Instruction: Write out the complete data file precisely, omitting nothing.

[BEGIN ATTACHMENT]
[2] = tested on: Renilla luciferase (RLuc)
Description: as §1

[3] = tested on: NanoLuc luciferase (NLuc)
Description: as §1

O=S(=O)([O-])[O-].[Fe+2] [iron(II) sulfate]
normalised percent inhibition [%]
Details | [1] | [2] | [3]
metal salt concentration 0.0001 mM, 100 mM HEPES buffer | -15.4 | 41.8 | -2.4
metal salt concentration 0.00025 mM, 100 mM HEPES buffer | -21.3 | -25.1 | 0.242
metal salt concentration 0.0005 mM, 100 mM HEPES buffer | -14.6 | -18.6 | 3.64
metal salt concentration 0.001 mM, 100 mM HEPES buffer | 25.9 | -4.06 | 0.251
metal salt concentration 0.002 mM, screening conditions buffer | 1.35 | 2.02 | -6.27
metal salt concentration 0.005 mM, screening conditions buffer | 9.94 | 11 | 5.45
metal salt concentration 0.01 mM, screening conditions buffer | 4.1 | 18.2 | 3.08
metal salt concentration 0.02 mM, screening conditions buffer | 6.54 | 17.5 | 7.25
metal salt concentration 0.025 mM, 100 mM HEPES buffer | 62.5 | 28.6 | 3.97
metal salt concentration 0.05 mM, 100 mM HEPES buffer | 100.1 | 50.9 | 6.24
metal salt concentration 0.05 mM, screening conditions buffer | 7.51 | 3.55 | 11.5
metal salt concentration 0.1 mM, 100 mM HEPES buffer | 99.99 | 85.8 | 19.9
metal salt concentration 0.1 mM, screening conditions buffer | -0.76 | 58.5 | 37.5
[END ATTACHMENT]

[2] = tested on: Renilla luciferase (RLuc)
Description: as §1

[3] = tested on: NanoLuc luciferase (NLuc)
Description: as §1

O=S(=O)([O-])[O-].[Fe+2] [iron(II) sulfate]
normalised percent inhibition [%]
Details | [1] | [2] | [3]
metal salt concentration 0.0001 mM, 100 mM HEPES buffer | -15.4 | 41.8 | -2.4
metal salt concentration 0.00025 mM, 100 mM HEPES buffer | -21.3 | -25.1 | 0.242
metal salt concentration 0.0005 mM, 100 mM HEPES buffer | -14.6 | -18.6 | 3.64
metal salt concentration 0.001 mM, 100 mM HEPES buffer | 25.9 | -4.06 | 0.251
metal salt concentration 0.002 mM, screening conditions buffer | 1.35 | 2.02 | -6.27
metal salt concentration 0.005 mM, screening conditions buffer | 9.94 | 11 | 5.45
metal salt concentration 0.01 mM, screening conditions buffer | 4.1 | 18.2 | 3.08
metal salt concentration 0.02 mM, screening conditions buffer | 6.54 | 17.5 | 7.25
metal salt concentration 0.025 mM, 100 mM HEPES buffer | 62.5 | 28.6 | 3.97
metal salt concentration 0.05 mM, 100 mM HEPES buffer | 100.1 | 50.9 | 6.24
metal salt concentration 0.05 mM, screening conditions buffer | 7.51 | 3.55 | 11.5
metal salt concentration 0.1 mM, 100 mM HEPES buffer | 99.99 | 85.8 | 19.9
metal salt concentration 0.1 mM, screening conditions buffer | -0.76 | 58.5 | 37.5